Why Millions Listen to This Girl

A nine-year-old child announcer has been recruited on the London Underground. The idea is that her voice will surprise passengers, so they listen to her safety message. It’s an example of nudge theory in action, the art of subtly persuading large numbers of people to change their behaviour, by adjusting their environment. People Fixing the World also visits a university campus, which is nudging its students with a subtle price change, encouraging them to use fewer disposable coffee cups....


Bonus Podcast: My Indian Life Preview

Introducing Kalki Presents: My Indian Life - our new podcast with Bollywood actor, Kalki Koechlin. This preview tells you all about it. It’s raw, it’s painful, it’s joyful. It’s real life in India in the 21st century. Episode 1 will be available from 4 August 2018.


Training India’s Fake Doctors

It’s thought that more than half the people claiming to be doctors in India have no medical qualifications. They are known as “quacks”, operating illegally, but often ignored by the authorities because of a shortage of qualified doctors. They regularly misdiagnose diseases and prescribe the wrong drugs, and some even perform surgeries in makeshift clinics. One prominent, qualified, doctor has started a controversial scheme, offering a quick crash course in medicine to thousands of his...


Stopping Wildfires in Their Tracks

Wildfires can have a devastating impact, destroying land, homes and lives. Scientists say that as the planet gets warmer, they are only going to start more often. World Hacks looks at three projects in Spain and North America that are trying to prevent forest fire destruction, by making the landscape itself more fire-resistant. Presenter: Harriet Noble Reporters: Ammar Ebrahim and Richard Kenny Photo Credit: Getty Images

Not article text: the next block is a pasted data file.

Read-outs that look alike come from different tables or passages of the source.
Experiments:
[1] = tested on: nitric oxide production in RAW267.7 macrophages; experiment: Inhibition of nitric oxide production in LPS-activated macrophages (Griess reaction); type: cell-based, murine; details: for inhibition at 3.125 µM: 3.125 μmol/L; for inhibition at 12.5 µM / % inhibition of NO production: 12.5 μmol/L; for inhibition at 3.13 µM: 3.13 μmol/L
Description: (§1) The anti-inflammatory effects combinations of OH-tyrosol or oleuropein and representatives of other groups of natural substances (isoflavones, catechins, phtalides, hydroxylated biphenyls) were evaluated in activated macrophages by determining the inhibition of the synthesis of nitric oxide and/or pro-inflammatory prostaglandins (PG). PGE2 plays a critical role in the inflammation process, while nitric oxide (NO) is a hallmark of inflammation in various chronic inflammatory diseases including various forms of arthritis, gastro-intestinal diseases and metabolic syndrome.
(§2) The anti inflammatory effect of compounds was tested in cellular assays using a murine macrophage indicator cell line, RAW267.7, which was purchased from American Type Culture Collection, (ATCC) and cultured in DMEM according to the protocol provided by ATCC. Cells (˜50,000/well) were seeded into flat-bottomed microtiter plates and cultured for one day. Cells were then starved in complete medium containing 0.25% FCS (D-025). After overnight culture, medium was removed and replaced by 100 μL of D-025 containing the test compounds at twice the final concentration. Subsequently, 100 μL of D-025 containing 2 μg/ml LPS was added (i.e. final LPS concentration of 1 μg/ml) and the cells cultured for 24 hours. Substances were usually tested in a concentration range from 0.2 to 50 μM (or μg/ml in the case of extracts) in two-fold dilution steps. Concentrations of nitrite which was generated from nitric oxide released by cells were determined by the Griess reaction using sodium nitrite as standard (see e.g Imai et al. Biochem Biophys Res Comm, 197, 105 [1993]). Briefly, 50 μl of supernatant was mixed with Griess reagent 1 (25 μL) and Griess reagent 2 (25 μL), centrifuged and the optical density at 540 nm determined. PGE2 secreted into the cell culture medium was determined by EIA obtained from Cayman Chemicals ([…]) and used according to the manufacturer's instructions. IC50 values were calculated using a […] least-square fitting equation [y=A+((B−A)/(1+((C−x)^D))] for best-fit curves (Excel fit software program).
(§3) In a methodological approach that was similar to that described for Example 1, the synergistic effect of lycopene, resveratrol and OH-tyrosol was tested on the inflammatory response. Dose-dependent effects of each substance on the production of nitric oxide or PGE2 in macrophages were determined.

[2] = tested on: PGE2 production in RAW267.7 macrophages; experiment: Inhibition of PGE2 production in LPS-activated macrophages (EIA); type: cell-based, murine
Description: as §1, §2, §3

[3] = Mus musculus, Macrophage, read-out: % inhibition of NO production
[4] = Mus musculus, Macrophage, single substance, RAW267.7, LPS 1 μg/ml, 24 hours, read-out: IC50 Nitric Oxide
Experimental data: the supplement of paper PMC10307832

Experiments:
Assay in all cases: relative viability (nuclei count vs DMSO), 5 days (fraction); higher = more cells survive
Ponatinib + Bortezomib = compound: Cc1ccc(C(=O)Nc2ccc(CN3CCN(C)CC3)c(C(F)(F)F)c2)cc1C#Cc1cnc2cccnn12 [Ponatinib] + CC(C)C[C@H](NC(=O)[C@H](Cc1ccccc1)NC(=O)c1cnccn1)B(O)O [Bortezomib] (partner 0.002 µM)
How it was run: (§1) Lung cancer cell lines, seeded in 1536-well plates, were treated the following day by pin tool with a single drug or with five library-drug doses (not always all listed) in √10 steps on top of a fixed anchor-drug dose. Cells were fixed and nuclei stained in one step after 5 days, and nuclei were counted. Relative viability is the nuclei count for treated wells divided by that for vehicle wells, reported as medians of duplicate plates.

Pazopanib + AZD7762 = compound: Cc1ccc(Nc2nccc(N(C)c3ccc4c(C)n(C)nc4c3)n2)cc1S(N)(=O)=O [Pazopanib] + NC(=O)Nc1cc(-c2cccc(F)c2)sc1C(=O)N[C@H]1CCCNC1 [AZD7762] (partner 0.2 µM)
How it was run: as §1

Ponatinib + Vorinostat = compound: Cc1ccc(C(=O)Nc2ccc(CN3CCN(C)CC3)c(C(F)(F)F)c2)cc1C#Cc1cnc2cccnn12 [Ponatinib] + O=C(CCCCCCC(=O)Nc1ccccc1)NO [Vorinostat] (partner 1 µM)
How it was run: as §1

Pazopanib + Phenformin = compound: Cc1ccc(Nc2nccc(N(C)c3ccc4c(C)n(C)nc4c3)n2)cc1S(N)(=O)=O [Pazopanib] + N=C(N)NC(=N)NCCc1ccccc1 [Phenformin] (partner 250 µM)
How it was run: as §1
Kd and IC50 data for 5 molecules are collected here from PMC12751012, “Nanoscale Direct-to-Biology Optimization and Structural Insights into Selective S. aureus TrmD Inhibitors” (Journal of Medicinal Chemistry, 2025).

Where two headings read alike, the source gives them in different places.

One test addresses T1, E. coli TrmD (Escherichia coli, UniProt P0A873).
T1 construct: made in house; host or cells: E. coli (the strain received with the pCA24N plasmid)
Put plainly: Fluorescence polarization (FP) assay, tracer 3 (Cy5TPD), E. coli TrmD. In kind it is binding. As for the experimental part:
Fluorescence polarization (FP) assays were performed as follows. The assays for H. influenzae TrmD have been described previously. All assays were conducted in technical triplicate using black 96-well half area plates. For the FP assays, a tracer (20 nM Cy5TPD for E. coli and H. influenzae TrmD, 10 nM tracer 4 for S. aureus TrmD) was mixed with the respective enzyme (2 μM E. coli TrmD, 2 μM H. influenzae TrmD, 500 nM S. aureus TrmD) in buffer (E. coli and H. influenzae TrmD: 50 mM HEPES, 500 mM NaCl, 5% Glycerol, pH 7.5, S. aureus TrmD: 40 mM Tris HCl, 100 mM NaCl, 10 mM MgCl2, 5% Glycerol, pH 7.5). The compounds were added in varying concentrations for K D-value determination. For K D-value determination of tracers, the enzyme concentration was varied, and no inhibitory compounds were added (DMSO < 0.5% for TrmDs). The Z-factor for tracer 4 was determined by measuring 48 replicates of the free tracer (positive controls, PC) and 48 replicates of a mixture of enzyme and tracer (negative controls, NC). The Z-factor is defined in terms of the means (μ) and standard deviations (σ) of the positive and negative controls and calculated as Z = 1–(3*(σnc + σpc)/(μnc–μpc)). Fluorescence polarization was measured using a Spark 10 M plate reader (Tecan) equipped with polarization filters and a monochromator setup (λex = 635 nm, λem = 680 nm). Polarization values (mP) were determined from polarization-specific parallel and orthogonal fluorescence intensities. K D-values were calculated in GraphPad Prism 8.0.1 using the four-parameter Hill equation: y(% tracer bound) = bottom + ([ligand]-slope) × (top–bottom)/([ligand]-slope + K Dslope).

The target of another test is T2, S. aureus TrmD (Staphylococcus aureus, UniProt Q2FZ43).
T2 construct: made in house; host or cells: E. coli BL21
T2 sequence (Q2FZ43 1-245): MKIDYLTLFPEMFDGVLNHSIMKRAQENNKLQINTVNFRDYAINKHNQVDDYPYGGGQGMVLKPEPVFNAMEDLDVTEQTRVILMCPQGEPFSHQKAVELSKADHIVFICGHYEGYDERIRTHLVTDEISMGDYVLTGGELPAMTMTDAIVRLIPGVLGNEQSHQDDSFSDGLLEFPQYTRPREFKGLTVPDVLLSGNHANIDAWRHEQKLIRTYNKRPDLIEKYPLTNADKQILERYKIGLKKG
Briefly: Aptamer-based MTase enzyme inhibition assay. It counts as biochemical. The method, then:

Generating Power from the Roads

As scientists and companies work on cleaning up cars, there’s also a team developing new technology along a road in rural Georgia in the United States, with the aim of making a truly sustainable highway. The Ray, an 18-mile stretch of road near the Alabama border, is a “living laboratory” where eco-friendly projects are being tested. It’s got pollination gardens, a tyre-monitoring system to help reduce fuel consumption and solar panels embedded in a section of the road. A large solar...


Recycling to Turn Trash into Cash

Rubbish littering the streets is a problem all around the world but collecting it can also be a vital source of income. Two projects, thousands of miles apart, are trying to clean up the streets and make life better for rubbish collectors at the same time. In Nigeria, a start-up called Wecyclers is helping people profit from their waste, with the help of bicycles, tricycles and an incentives system. In Brazil, a phone app called Cataki is helping connect litter pickers and people with...


The Bricks Helping to Rebuild Gaza

The Gaza Strip is one of the most densely-populated tracts of land in the world. In addition to the ongoing violence there, it has an unemployment rate of more than 40 percent, and problems with access not only to clean water and electricity, but also basic construction supplies. The United Nations has described the situation there as “a constant humanitarian emergency”. Despite these challenges, a young Gazan engineer has developed a new and innovative way of making bricks, which she hopes...


Learning Lessons from the Longest Living Lands